We also take part in flea markets to raise funds for the shelter. The most difficult part of flea markets is the gathering and consolidating of things to sell. The hours can be extremely long. I recall shouting till my voice was hoarse. "$2, $2! Everything is going for $2!" To date, we have taken part in about 5 or 6 flea markets, organised by other shelters as well as group resident committees.

And then, there is also our annual Adoption Drive. I remember vividly running around in the hot sun distributing fliers in letterboxes and notice boards. Choo also sacrificed evenings prepping Dakdakdei for his agility performance. And when the turnout for the Adoption Drive wasn't the most spectacular, all of us experienced the same disappointment together.

To further raise funds, we also put together the Gentle Paws calendar for sale. And then, with the help of sponsorship, we started producing our own T-shirts for sale. We recently started manufacturing badges featuring the dogs at Gentle Paws for sale as well.

Finally, we work together to raise awareness about the plight of shelter dogs. We maintain our Facebook account, our email and yes, this very blog, to inform, to share and to communicate. Our dogs might be living within the four walls of the shelter for most of their lives. But this does not mean their presence and their stories should not be made known on cyberspace.

Volunteering at the shelter regularly requires discipline, time management (although I can't say I do that well at all!) and a love for all things canine. It can be tiring, frustrating and rewarding all at once. 

Wee, Florence, Choo, Suat, Sebastian, Lorna, Ann, Edwin, Wei Feng, Chin Leong, Nana, Andrew, Cindy, Joey, Xiang Qian, Chng Bin, Russ, Jie Hao, Jialing...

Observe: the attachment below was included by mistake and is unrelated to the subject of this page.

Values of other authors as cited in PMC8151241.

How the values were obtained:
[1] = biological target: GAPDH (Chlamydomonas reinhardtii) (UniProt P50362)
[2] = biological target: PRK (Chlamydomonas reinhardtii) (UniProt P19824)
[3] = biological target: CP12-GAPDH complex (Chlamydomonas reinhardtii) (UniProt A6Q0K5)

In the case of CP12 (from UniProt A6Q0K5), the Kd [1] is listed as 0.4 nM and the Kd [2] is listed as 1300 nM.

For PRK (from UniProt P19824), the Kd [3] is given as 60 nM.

This entry is for you. Thank you for making my time at Gentle Paws so much more enjoyable with your simple presence. Thank your for making the shelter a home away from home.

One day, when I am old and bent over with age, I will sit back on my rocking chair and grin toothlessly as I look back on those times we slogged together and the dogs with whom we had the good fortune to meet.

I have a tendency to become sappy and uncool. But guys, let me just say in advance, thank you for the memories.

Onward Team GPF. Toward greater heights!

If you wish to volunteer regularly at Gentle Paws, please do not hesitate to drop us an email at Team GPF remains ever open to new members :) 


  1. Awww!! I love this team and everyone in it :) it is very interesting that I felt a surge of emotions during last week's detox day while I was washing the drinking bowls... Watching everyone so focused on scrubbing is a funny yet touching sight.

    Anything done in the shelter is for the fur kids and I am proud to be part of the team and being able to help the fur kids in whichever way we can...

    Life works in an interesting way, bringing us together to share all the joys, sadness and pressure in the shelter.

    I love you guys too!

    More furry days and detox to come!!

  2. And not forgetting, must thank our best journalist Wanying too! Without ur wonderful writings, all our happenings wouldnt be recorded down. I've been reading ur entries whenever i have time and they bring back a lot of fond memories. Thx Wanying and thx everyone of u in the team :)